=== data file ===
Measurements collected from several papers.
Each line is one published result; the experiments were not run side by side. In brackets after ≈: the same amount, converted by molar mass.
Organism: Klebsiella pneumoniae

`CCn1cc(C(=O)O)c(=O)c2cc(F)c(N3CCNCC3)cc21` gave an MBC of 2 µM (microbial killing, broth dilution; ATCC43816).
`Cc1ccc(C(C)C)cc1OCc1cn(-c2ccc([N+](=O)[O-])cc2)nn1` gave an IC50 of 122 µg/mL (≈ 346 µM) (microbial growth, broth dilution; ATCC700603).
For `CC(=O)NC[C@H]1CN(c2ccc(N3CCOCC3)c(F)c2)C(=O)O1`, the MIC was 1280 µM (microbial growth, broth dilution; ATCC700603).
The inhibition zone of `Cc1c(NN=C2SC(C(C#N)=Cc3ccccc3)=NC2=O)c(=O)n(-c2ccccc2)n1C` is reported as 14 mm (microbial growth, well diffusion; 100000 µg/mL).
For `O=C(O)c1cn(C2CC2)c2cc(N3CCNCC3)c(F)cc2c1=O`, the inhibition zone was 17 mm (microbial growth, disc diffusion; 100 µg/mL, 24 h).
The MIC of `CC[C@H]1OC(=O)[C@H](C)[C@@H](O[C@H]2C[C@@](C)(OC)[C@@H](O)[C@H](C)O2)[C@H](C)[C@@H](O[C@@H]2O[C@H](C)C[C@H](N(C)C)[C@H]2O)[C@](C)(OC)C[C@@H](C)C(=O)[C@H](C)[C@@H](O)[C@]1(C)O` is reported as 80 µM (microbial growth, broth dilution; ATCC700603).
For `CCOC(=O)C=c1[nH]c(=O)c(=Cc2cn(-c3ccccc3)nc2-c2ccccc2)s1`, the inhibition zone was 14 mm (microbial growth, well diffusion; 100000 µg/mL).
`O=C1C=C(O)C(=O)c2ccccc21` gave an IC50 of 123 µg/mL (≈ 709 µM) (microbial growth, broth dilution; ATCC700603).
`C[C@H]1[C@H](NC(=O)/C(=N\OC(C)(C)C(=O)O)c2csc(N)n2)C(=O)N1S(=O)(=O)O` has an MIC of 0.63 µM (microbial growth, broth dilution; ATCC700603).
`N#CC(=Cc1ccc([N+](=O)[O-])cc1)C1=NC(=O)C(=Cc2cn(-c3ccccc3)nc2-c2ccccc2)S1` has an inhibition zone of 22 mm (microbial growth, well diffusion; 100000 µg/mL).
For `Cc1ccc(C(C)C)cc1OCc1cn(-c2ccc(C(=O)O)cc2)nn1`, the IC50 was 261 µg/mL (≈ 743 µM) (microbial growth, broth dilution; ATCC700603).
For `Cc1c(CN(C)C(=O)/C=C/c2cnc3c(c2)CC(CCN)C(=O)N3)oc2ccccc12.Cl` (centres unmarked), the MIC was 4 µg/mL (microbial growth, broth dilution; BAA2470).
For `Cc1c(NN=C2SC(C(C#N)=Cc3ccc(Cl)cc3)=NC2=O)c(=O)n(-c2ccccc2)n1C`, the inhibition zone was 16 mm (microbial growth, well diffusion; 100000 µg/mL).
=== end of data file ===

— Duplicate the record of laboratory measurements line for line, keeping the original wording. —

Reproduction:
Measurements collected from several papers.
Each line is one published result; the experiments were not run side by side. In brackets after ≈: the same amount, converted by molar mass.
Organism: Klebsiella pneumoniae

`CCn1cc(C(=O)O)c(=O)c2cc(F)c(N3CCNCC3)cc21` gave an MBC of 2 µM (microbial killing, broth dilution; ATCC43816).
`Cc1ccc(C(C)C)cc1OCc1cn(-c2ccc([N+](=O)[O-])cc2)nn1` gave an IC50 of 122 µg/mL (≈ 346 µM) (microbial growth, broth dilution; ATCC700603).
For `CC(=O)NC[C@H]1CN(c2ccc(N3CCOCC3)c(F)c2)C(=O)O1`, the MIC was 1280 µM (microbial growth, broth dilution; ATCC700603).
The inhibition zone of `Cc1c(NN=C2SC(C(C#N)=Cc3ccccc3)=NC2=O)c(=O)n(-c2ccccc2)n1C` is reported as 14 mm (microbial growth, well diffusion; 100000 µg/mL).
For `O=C(O)c1cn(C2CC2)c2cc(N3CCNCC3)c(F)cc2c1=O`, the inhibition zone was 17 mm (microbial growth, disc diffusion; 100 µg/mL, 24 h).
The MIC of `CC[C@H]1OC(=O)[C@H](C)[C@@H](O[C@H]2C[C@@](C)(OC)[C@@H](O)[C@H](C)O2)[C@H](C)[C@@H](O[C@@H]2O[C@H](C)C[C@H](N(C)C)[C@H]2O)[C@](C)(OC)C[C@@H](C)C(=O)[C@H](C)[C@@H](O)[C@]1(C)O` is reported as 80 µM (microbial growth, broth dilution; ATCC700603).
For `CCOC(=O)C=c1[nH]c(=O)c(=Cc2cn(-c3ccccc3)nc2-c2ccccc2)s1`, the inhibition zone was 14 mm (microbial growth, well diffusion; 100000 µg/mL).
`O=C1C=C(O)C(=O)c2ccccc21` gave an IC50 of 123 µg/mL (≈ 709 µM) (microbial growth, broth dilution; ATCC700603).
`C[C@H]1[C@H](NC(=O)/C(=N\OC(C)(C)C(=O)O)c2csc(N)n2)C(=O)N1S(=O)(=O)O` has an MIC of 0.63 µM (microbial growth, broth dilution; ATCC700603).
`N#CC(=Cc1ccc([N+](=O)[O-])cc1)C1=NC(=O)C(=Cc2cn(-c3ccccc3)nc2-c2ccccc2)S1` has an inhibition zone of 22 mm (microbial growth, well diffusion; 100000 µg/mL).
For `Cc1ccc(C(C)C)cc1OCc1cn(-c2ccc(C(=O)O)cc2)nn1`, the IC50 was 261 µg/mL (≈ 743 µM) (microbial growth, broth dilution; ATCC700603).
For `Cc1c(CN(C)C(=O)/C=C/c2cnc3c(c2)CC(CCN)C(=O)N3)oc2ccccc12.Cl` (centres unmarked), the MIC was 4 µg/mL (microbial growth, broth dilution; BAA2470).
For `Cc1c(NN=C2SC(C(C#N)=Cc3ccc(Cl)cc3)=NC2=O)c(=O)n(-c2ccccc2)n1C`, the inhibition zone was 16 mm (microbial growth, well diffusion; 100000 µg/mL).